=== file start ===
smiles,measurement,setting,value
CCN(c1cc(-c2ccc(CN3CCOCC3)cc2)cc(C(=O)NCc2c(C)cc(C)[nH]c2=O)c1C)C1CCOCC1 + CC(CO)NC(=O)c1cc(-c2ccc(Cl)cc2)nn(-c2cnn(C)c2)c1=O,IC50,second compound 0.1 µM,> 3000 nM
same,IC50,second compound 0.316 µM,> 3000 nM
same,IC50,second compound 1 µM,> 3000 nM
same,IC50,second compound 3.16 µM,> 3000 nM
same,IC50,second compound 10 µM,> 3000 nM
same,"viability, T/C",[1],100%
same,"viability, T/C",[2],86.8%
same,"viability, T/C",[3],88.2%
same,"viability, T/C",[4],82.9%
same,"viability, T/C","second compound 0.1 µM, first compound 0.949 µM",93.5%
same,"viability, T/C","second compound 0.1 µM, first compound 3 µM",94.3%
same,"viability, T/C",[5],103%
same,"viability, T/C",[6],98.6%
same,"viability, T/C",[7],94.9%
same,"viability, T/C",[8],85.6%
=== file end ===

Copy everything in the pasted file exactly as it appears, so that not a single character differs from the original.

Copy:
smiles,measurement,setting,value
CCN(c1cc(-c2ccc(CN3CCOCC3)cc2)cc(C(=O)NCc2c(C)cc(C)[nH]c2=O)c1C)C1CCOCC1 + CC(CO)NC(=O)c1cc(-c2ccc(Cl)cc2)nn(-c2cnn(C)c2)c1=O,IC50,second compound 0.1 µM,> 3000 nM
same,IC50,second compound 0.316 µM,> 3000 nM
same,IC50,second compound 1 µM,> 3000 nM
same,IC50,second compound 3.16 µM,> 3000 nM
same,IC50,second compound 10 µM,> 3000 nM
same,"viability, T/C",[1],100%
same,"viability, T/C",[2],86.8%
same,"viability, T/C",[3],88.2%
same,"viability, T/C",[4],82.9%
same,"viability, T/C","second compound 0.1 µM, first compound 0.949 µM",93.5%
same,"viability, T/C","second compound 0.1 µM, first compound 3 µM",94.3%
same,"viability, T/C",[5],103%
same,"viability, T/C",[6],98.6%
same,"viability, T/C",[7],94.9%
same,"viability, T/C",[8],85.6%